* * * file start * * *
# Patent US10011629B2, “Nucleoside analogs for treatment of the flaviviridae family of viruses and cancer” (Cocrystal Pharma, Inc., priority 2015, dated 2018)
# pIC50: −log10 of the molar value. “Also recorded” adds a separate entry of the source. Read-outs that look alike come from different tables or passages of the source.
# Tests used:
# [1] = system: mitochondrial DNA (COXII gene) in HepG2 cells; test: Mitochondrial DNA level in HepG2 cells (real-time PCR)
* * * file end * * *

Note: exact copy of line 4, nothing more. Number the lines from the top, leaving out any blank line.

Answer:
# [1] = system: mitochondrial DNA (COXII gene) in HepG2 cells; test: Mitochondrial DNA level in HepG2 cells (real-time PCR)